Betta Sorority

Discussion in 'Betta Fish' started by NancyD, Jun 15, 2018.

  1. NancyDNew MemberMember

    Hello! I've been wanting to start a betta sorority tank and I've been researching how to successfully do so and everything, but would like to hear from a real person who has successfully done so before. Any tips or advice for a first timer? (A first timer for a sorority at least)

    Here's where I'm at currently.
    I have a 40 gallon tank cycling right now. It's currently filled with fake plants, (just for layout ideas) but I would like to have live plants in there before I get the fish in. Any suggestions on what kinds of plants to get? (Especially floating plants,) and how heavily to plant it?

    Also, how many female bettas should I get in order to make this work out? I currently have four, but they're each in their own separate 1gal bowl for the time being until I can put them in the aquarium. I plan on getting more fish because four is definitely not enough, and I want to be able to put them all in at once so that way they all have a chance to get a territory. I have heard people say the more the merrier, but I don't want to overstock, so how many more should I get?

    Should I make it a betta only tank or should I put a few others in? (If so, what kind) Which would be more wise?

    I do have two smaller tanks in standby, a 5 gal and a 6.5 gal as a backup in case it doesn't work out for some fish.I

    Any warning and what NOT to do's would be most helpful and appreciated, along with any other tips of advice. Thanks!

    Last edited: Jun 15, 2018
  2. maggie thecatWell Known MemberMember

    I HAD a betta sorority. It worked for a while, and then they formed packs and turned on each other.

    What you DO WANT TO DO

    Get sisters. Bettas that were spawned together have a better chance of not killing each other.

    Plant heavily. Create many line of sight breaks. Plant high. Plant low. Use frogbit or other plants that float and trail long roots.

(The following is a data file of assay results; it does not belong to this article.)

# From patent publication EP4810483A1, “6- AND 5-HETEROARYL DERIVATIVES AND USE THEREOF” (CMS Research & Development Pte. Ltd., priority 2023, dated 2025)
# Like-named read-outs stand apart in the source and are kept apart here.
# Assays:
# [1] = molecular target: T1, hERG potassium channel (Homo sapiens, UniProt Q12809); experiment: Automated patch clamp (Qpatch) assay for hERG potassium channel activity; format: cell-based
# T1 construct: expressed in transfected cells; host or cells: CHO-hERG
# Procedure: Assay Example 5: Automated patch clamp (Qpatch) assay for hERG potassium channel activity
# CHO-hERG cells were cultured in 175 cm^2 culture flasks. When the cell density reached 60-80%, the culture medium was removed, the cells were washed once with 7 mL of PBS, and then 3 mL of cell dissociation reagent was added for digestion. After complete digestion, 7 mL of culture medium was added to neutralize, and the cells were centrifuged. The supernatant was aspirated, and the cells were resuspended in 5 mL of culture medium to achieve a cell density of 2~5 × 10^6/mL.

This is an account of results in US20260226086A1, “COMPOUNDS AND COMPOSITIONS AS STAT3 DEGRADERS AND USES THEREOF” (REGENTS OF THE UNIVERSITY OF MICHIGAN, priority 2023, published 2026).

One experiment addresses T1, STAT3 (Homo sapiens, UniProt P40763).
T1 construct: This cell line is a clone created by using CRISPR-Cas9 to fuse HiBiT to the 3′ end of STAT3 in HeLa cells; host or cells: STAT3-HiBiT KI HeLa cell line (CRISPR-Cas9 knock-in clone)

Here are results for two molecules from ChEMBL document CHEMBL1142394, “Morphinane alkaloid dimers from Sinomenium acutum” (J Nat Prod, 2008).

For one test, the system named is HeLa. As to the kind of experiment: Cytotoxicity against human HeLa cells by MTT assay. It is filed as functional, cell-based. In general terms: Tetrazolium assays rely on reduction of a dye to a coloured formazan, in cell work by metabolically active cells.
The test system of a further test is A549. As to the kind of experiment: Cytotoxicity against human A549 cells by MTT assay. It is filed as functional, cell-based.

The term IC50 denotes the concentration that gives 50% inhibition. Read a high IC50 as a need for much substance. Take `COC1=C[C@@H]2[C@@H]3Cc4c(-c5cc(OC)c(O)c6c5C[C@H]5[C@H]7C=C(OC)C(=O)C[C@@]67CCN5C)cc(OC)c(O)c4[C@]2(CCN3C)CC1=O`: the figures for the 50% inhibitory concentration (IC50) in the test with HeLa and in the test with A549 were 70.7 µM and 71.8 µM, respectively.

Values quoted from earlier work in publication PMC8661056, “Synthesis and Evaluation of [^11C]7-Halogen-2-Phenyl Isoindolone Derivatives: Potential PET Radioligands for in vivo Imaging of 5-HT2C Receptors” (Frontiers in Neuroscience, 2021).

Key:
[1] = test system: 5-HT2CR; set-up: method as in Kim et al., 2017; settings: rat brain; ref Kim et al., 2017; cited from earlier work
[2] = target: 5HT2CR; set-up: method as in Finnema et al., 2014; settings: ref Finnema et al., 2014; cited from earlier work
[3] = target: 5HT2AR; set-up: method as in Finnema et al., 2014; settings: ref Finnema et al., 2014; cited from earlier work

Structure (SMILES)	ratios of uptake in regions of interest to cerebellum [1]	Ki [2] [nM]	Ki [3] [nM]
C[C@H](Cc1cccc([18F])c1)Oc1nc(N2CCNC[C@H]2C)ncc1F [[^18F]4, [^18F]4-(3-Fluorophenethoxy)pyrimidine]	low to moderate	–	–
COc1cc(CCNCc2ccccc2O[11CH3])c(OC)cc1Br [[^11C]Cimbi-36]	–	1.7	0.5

Use hardscape to create hides.

    Be vigilant. A little fin nip might be a correction to an overzealous subordinate or it could be the first salvo in a major turf war. Be prepared to remove everyone and restock the tank periodically to decrease aggressive behavior.

    Take a tip from the cichlid keepers. Overtocking is actually a good thing in a sorority. It helps supress aggression.


    ADD TANKMATES. NOT EVEN A FEW BOTTOM DWELLERS. They will be the first casualties of war. (*shrimp might be okay. Don't use expensive stock. Use culls or excessive stock from another tank. Self replicating snails are also acceptable. )

    Relax your vigilance . Young fish tend to get along fine. When they hit maturity, all bets are off.

  3. AdriifuWell Known MemberMember

    I've never done a betta sorority because I believe it's too stressful, but I do know a lot about them.

    You'll need to heavily plant this tank. Some easy plants to take care of are amazon swords (need root tabs), anubias (rhizome above substrate), java fern (rhizome above substrate), anarchis (medium lighting/root tabs), ozelot swords (medium lighting/root tabs), narrow leaf (medium lighting/root tabs), water lettuce, duckweed, etc. Make sure there are a lot of hiding places. I would personally go for a rocky aquascape. I bought sixty pounds of rock at a tree nursery for $13.00. I set them up so they provided a lot of caves and crevices for my albino rainbow shark to hide in. You'll need a lot of caves and a lot of plants to simmer down aggression.

    I would start off with four and continue going up from there, adding maybe 2-3 at a time until you reach a maximum of 15 or so.